ANNA BELFRAGE

Step inside and steal some moments in another place, another time

Dot, dot, dot – the difference between clean and dirty?

800px-Amor_Vincet_Omnia

Caravaggio: Amor vincit Omnia

Some things get to me. One of those things is the label “clean” which is used to refer to books that lack any sexual content. Why? Because per definition, the antonym to clean is dirty, ergo all books that do have sexual content are soiled and tawdry. I also find it interesting that there is a perceived need to label lovestories as clean – sex-free – but should such novels contain violence, even brutal death, that’s okay. Readers, apparently, are more disturbed by explicit depictions of love-making than they are of murders.

Hmm. My books have sex in them – my protagonists are consenting adults in loving relationships, and in my experience such relationships tend to include sex. Do I perceive my books as dirty? Absolutely not – they are an attempt at depicting the complexities in life, spiced up with time travelling, historical events, evil brothers, rogues and ruffians, religious persecution, conflicts with Native Americans, the hardships of colonising new land, indentured servitude – and love. My leading couple would not have survived all that life throws in their way had they not had each other, and yes, they take great comfort and pleasure in each other.

Perrault_Leon_Jean_Basile_Cupids_ArrowsPersonally, I am not a major fan of these so called “clean reads”. He kissed her passionately, took her by the hand and led her to the waiting bed. “Tonight you shall be mine” he said. Turn the page and they’re having breakfast – a classic dot, dot, dot moment. I do, however, fully respect that some people don’t want more detail than this (and yes, books with plenty of sex but without an emotional context tend to be devastatingly tedious – and sort of sad). My gripe is with the label as such. I also find it somewhat amusing when “clean” is suddenly equated with “Christian”. What, so Christian people don’t have sex? Poor them… (Plus, I must hasten to add, I have several lovely Christian people among my friends who would never presume to judge – or are all that thrilled by the idea of “clean” books.)

My books have – among all the other stuff listed above – a strong spiritual theme. My 20th century time traveller is plunged into the confusing and downright frightening world of the 17th century, where she encounters people for whom God is a given, and what religion you belong to is the difference between being persecuted or being a persecuter. My Alex is not religious – she is the product of an agnostic upbringing and initially she finds all this God stuff weird and amusing. But as time passes, as she is forced to come to terms with her new, substantially harsher, environment, something happens. Alex Graham, born Lind and raised as a hard-nosed realist, develops a personal, if unconventional, faith in God.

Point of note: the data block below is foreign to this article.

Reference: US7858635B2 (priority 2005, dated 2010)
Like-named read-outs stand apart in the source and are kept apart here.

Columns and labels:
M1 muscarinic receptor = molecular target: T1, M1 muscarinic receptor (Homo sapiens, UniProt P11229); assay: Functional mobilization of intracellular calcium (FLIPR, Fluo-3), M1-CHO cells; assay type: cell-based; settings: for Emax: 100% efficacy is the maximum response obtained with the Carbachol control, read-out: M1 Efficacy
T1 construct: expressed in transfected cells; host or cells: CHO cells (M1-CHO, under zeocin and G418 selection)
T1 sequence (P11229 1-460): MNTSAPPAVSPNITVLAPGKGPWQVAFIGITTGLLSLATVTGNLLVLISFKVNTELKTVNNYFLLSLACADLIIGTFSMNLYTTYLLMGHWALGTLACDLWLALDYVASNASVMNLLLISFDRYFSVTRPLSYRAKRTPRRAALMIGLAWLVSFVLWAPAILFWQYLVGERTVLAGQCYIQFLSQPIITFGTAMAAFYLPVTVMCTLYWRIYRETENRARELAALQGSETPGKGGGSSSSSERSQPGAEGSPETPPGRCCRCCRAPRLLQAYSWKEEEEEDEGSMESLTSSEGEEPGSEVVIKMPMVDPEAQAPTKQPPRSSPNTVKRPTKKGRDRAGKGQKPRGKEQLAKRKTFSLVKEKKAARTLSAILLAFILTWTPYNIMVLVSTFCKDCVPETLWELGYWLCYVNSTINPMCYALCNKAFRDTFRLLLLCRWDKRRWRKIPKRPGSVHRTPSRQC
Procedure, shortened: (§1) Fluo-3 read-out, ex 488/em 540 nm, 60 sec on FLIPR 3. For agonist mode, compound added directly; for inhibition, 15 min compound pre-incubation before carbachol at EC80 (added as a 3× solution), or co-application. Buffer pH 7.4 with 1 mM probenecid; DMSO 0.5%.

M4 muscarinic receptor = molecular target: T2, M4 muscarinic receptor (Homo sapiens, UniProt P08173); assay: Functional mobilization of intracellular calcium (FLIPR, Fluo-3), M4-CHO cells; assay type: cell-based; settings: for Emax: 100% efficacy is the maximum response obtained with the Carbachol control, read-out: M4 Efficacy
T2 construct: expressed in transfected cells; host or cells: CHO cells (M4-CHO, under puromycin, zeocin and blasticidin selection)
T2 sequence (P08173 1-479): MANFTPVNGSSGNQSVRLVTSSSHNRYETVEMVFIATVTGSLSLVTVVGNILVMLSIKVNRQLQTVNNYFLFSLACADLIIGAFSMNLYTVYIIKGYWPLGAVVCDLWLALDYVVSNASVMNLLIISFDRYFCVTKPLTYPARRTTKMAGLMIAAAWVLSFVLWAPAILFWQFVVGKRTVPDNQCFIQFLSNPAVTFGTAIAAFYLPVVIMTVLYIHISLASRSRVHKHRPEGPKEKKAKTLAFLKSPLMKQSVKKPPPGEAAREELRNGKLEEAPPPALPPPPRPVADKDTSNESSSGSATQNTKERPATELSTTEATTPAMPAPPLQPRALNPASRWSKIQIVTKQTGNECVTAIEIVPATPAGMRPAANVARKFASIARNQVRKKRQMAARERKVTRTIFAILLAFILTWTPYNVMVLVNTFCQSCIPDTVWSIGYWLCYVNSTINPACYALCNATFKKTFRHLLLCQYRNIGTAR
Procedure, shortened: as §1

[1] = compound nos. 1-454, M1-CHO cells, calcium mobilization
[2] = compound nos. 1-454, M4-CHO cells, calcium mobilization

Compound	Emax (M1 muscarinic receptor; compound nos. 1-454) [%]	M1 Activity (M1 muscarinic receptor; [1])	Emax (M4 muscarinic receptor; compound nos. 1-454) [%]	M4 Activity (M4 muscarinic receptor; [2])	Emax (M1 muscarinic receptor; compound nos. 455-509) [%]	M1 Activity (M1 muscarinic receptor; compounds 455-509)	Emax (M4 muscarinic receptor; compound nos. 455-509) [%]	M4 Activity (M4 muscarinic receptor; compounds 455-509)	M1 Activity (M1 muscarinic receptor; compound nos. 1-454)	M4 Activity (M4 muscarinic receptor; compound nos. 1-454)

Of course, seeing as my books don’t fall into the “clean” category, chances are no “Christian” readers will ever read about Alex and her relationship with God. As if God would object to people having sex…Ha! I’m thinking there’s a lot of stuff out there that He finds far less palatable – such as all the violence perpetrated in His name.

Love Image-François_Pascal_Simon_Gérard_006“Wait, wait”, some people will say, “the clean label is really useful to ensure teenagers don’t read too much of the really hot and steamy stuff.” I’m not sure how to break this to all those concerned parents, but teenagers generally read what they want to read anyway – or watch explicit videos on youtube, or discover things for themselves when all those hormones brewing in their bodies take over. IMO, teenagers don’t need to be protected from sex. They need to be taught to set a high value on their bodies and on intimacy, so as to ensure they never do anything they don’t want to do.

I recently read a book in which there was a lot of violence. People died left, right and centre, and some of these killing machines wore crucifixes and prayed before dispatching some more baddies to hell. It was a good, complex read, and there was even some lovemaking – albeit more of the dot dot dot type. This book could, potentially, be labelled as borderline “clean” – despite all that death. Makes my head spin. I for one would prefer to have my teenage daughter reading Diana Gabaldon’s fantastic if explicit sex scenes to having her read about people having their heads shot off. But that may just be me…

I fully appreciate that some people DON’T want to read about sex. At all. Just as I don’t want to read about zombies. At all. But can we please change the label to something that, per definition, isn’t derrogatory to all the other books? How about “non-explicit”? Or why not “dot dot dot”? And as for me, I will continue devouring books in which love – all aspects of love – are depicted. Dirty? Not at all – in fact, it’s very, very beautiful.

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29 thoughts on “Dot, dot, dot – the difference between clean and dirty?

  1. Great post! Nothing better than a bit of sensually explicit romancing within a book, else the real-time element is lost to pseudo fantasy of peckish kisses (no hanky-panky) and virgin births. For those of who also pen steamy or sensual novels set within the Georgian period and Regency era are almost bound by publishing etiquette to add the correct label i.e. Sweet Traditional (Clean), Sensual Traditional (touchy feely), or “Steamy content”. Either that or suffer the consequence of a tight knicker reader who will promptly slam the book for gratuitous sex even if the sex scene is far from gratuitous and, lacks any sense of violence. But even so, violence in sexual terms (rape) was no less in the past than it is today, and whilst some authors shy away from the awful humiliation, shame, and trauma a victim of sexual violence suffers, there are those of us who will bring that kind of plight to the fore.